I've been wondering this myself for a while. On an offroad rig, I always thought it was to prevent cavitation and fade due to heat, however on the oval track dirt race car, shock pressures are adjusted to change the timing of what the shock is doing.

It's not the way I would go about solving the issue, but it does work. In the OP's application, I'd be revalving the shock.

Did you try messing the with the DSC adjusters to try to dial it in a little?

I'm familiar with adjusting pressures on circle track shocks to change the dynamics of them, but like you, had never heard of this practice in the off road world.

Not my shocks, asking for a friend that was told to do this by his tuner. I thought it was jankey and we discussed it, but wanted to make sure we were in the ballpark before he said anything to his tuner.
 
A long time ago, King told me to do the same thing, lower pressure to reduce harshness. What it does is, when you hit a bump the piston moves and instead of the oil going through the piston and valves and doing work, the piston pushes the oil into the reservoir and compresses the air pocket for a short period of time and the oil eventually works its way through the piston. It is a buffer in a sense. The issue is that as the air on one side is compressed, a vacuum is pulled on the backside of the piston and an air pocket is formed only to be slammed closed as the piston reverses direction. As the vacuum pocket is slammed closed, the rushing in oil is also slamming into the metal and causing damage from impact.

You just described cavitation. This should be avoided at all costs. When you loose pressure on the back side of the piston, the boiling point of the oil goes way, way down. The "air pocket" as you call it is the oil boiling. This will kill your oil in short order. I have serious doubts anyone at King would recommend this. If one of their employee's did, they should be fired.
 
You just described cavitation. This should be avoided at all costs. When you loose pressure on the back side of the piston, the boiling point of the oil goes way, way down. The "air pocket" as you call it is the oil boiling. This will kill your oil in short order. I have serious doubts anyone at King would recommend this. If one of their employee's did, they should be fired.

Hopefully it was explanatory enough for those who are not used to how cavitation works. You call it boiling, I call it cavitation since I come from the hydraulic world. It’s a phase change either way due to sudden localized pressure change or due to temp change. Both are combined factors. The higher the oil temp the easier it is for the oil to cavitate near the piston.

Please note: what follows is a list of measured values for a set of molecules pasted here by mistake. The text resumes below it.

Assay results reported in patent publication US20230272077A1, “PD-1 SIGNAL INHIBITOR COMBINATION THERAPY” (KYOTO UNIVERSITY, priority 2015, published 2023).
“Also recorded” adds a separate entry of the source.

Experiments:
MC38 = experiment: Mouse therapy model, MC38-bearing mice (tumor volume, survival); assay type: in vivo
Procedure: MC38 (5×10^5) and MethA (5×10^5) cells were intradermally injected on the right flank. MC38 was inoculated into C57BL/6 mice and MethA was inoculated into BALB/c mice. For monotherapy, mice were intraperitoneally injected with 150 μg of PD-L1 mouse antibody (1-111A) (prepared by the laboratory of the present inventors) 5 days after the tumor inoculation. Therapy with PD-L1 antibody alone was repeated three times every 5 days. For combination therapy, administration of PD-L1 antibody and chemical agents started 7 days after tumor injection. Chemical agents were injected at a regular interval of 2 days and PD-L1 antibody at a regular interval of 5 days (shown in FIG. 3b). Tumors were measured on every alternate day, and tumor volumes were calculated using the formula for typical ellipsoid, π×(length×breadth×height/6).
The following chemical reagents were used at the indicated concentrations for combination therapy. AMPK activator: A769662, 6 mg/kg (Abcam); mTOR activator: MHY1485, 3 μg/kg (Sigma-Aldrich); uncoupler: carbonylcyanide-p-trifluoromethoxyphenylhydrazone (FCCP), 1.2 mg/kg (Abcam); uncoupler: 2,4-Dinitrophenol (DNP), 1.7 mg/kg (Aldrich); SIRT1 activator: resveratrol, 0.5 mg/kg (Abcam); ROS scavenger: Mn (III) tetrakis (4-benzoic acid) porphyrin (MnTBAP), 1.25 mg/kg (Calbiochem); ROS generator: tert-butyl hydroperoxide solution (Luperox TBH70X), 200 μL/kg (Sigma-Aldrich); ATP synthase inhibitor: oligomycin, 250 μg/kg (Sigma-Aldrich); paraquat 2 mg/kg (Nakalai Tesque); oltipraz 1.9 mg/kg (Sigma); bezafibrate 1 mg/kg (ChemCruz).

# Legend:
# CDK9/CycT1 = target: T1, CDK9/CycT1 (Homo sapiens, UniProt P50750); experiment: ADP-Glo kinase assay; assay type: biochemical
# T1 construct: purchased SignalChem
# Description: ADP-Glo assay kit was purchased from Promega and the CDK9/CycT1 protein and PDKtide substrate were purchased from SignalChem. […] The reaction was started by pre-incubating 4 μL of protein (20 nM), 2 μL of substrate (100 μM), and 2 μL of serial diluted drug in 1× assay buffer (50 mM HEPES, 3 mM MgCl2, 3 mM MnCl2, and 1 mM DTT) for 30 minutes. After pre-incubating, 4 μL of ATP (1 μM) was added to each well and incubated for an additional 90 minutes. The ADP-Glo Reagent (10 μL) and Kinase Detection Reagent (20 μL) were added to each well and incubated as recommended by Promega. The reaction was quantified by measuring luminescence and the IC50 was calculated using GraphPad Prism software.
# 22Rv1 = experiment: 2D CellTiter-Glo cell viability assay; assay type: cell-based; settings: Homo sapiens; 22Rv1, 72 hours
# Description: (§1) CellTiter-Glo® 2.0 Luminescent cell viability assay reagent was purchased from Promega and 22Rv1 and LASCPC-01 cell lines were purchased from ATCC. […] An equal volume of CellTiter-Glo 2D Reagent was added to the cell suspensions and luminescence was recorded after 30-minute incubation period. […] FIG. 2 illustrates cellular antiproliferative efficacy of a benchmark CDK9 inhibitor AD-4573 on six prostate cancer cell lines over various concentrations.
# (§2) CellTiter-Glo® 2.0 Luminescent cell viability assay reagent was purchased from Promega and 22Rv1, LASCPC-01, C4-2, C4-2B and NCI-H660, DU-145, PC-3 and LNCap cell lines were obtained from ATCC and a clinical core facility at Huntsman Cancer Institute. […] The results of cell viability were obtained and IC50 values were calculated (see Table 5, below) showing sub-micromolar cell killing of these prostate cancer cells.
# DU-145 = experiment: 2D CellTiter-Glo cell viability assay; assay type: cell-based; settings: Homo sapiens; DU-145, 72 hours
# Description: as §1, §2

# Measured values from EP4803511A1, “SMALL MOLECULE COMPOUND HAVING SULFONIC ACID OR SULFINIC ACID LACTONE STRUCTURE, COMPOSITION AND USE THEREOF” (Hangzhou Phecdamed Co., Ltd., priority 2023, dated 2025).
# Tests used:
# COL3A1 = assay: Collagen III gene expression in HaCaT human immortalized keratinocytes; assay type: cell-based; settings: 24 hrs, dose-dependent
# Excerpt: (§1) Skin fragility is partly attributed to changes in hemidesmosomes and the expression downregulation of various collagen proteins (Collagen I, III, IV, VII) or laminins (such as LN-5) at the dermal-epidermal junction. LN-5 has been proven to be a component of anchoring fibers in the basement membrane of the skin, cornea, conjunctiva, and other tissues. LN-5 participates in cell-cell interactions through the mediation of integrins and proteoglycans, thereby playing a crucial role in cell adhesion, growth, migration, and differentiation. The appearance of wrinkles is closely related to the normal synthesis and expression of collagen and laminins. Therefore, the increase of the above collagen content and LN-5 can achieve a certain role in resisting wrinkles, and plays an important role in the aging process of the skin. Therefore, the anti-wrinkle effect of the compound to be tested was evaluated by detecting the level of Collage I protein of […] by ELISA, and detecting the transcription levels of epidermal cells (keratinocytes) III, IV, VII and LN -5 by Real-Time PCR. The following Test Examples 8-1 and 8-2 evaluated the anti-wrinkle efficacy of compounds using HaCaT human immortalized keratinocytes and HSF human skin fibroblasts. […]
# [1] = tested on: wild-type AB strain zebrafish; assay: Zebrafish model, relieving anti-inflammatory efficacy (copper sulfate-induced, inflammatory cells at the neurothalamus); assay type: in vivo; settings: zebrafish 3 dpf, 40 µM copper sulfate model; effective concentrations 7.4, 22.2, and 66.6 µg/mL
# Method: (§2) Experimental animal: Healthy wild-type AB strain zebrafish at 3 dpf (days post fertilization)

It was around 2004 when King told me to drop the pressure on the reservoirs, I believe they said to drop to 100psi. They were 2.5”x18” rear shocks on a F150 setup for desert but I could feel the paint on the road they were so firm.
 
Typically I like a minimum of 200psi. The exception is when running minimal compression. Tune with the discs/shims. Running low nitrogen pressure prevents compression valving from working effectively. The discs will push the column of oil and not dampen. It will feel completely soft. Also the piston cavitate and it will probably pull nitrogen into the oil. Turning your shock into a milkshake even though it has a divider/floating piston.

the dsc adjuster complicates things a bit. If it is really stiff in compression it can force oil through the discs to a point. In a worst-case scenario you would still have some damn thing because of the piston rod displacement working against the adjuster. But you would go from a 2 inch piston to a 7/8’s.

everything I have just said applies when you have a top mount reservoir hose. If you have a low mount reservoir hose, the problems would be in rebound and not as likely because you don’t see the shaft philosophies and rebound that you see in compression.

Basically when people do this they turn really expensive shocks in the crappy 1970s twin tubes. I’d rather run heckathorns then not have enough nitrogen.
 
I understand that.

My question; Is it a bandaid for improper tuning or perfectly acceptable to lower the nitrogen pressure to below the factory spec in the offroad world to change the dynamics of the shock?

Wouldn't a lower nitrogen pressure on a dedicated off-road race rig cause aeration and shock fade during a race vs the recommended pressure and proper tuning?

Shitass bandaid
 
Gas pressure does two things. Firstly it stops the shock cavitating on faster hits (not always necessary depending on the valving setup. Secondly it keeps positive pressure on the seals to prevent the shock sucking in air via the main shaft seal.

The more gas pressure you run the more friction you add as it loads the main shaft seals more. As long as you're in a window of pressure where you don't cavitate or suck air and don't have excess shaft friciton. You're good. It doesn't affect damping at all.
There is a spring preload effect also. It doesn't affect spring-rate but it does affect ride height.

On MTB shocks 200psi is fine for most coilovers. But lockout shocks we have to use up to 500psi.